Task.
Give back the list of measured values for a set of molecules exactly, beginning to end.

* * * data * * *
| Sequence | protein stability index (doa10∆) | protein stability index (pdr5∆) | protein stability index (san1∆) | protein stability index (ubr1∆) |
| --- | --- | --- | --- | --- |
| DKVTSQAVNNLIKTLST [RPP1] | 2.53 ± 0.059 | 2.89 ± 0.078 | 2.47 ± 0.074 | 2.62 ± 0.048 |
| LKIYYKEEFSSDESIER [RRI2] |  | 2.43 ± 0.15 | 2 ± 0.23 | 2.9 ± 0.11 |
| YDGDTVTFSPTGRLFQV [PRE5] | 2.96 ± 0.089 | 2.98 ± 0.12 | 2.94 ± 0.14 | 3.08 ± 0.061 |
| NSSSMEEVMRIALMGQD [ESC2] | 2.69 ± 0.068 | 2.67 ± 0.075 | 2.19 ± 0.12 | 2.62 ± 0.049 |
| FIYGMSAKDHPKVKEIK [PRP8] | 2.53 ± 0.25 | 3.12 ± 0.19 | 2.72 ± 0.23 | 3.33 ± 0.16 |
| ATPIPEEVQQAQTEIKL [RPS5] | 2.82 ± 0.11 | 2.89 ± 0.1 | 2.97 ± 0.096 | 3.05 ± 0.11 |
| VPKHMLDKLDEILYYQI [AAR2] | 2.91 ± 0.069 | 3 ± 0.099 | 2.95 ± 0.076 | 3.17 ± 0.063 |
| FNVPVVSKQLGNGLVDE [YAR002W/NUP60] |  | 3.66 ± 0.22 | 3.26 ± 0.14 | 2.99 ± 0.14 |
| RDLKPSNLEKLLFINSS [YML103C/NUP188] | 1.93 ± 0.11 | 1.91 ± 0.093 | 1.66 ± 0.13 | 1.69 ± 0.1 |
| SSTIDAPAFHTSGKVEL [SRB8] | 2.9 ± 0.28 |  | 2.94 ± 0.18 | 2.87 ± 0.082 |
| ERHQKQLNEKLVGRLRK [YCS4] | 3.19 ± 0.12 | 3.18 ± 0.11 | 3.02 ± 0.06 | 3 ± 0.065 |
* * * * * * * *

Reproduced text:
| Sequence | protein stability index (doa10∆) | protein stability index (pdr5∆) | protein stability index (san1∆) | protein stability index (ubr1∆) |
| --- | --- | --- | --- | --- |
| DKVTSQAVNNLIKTLST [RPP1] | 2.53 ± 0.059 | 2.89 ± 0.078 | 2.47 ± 0.074 | 2.62 ± 0.048 |
| LKIYYKEEFSSDESIER [RRI2] |  | 2.43 ± 0.15 | 2 ± 0.23 | 2.9 ± 0.11 |
| YDGDTVTFSPTGRLFQV [PRE5] | 2.96 ± 0.089 | 2.98 ± 0.12 | 2.94 ± 0.14 | 3.08 ± 0.061 |
| NSSSMEEVMRIALMGQD [ESC2] | 2.69 ± 0.068 | 2.67 ± 0.075 | 2.19 ± 0.12 | 2.62 ± 0.049 |
| FIYGMSAKDHPKVKEIK [PRP8] | 2.53 ± 0.25 | 3.12 ± 0.19 | 2.72 ± 0.23 | 3.33 ± 0.16 |
| ATPIPEEVQQAQTEIKL [RPS5] | 2.82 ± 0.11 | 2.89 ± 0.1 | 2.97 ± 0.096 | 3.05 ± 0.11 |
| VPKHMLDKLDEILYYQI [AAR2] | 2.91 ± 0.069 | 3 ± 0.099 | 2.95 ± 0.076 | 3.17 ± 0.063 |
| FNVPVVSKQLGNGLVDE [YAR002W/NUP60] |  | 3.66 ± 0.22 | 3.26 ± 0.14 | 2.99 ± 0.14 |
| RDLKPSNLEKLLFINSS [YML103C/NUP188] | 1.93 ± 0.11 | 1.91 ± 0.093 | 1.66 ± 0.13 | 1.69 ± 0.1 |
| SSTIDAPAFHTSGKVEL [SRB8] | 2.9 ± 0.28 |  | 2.94 ± 0.18 | 2.87 ± 0.082 |
| ERHQKQLNEKLVGRLRK [YCS4] | 3.19 ± 0.12 | 3.18 ± 0.11 | 3.02 ± 0.06 | 3 ± 0.065 |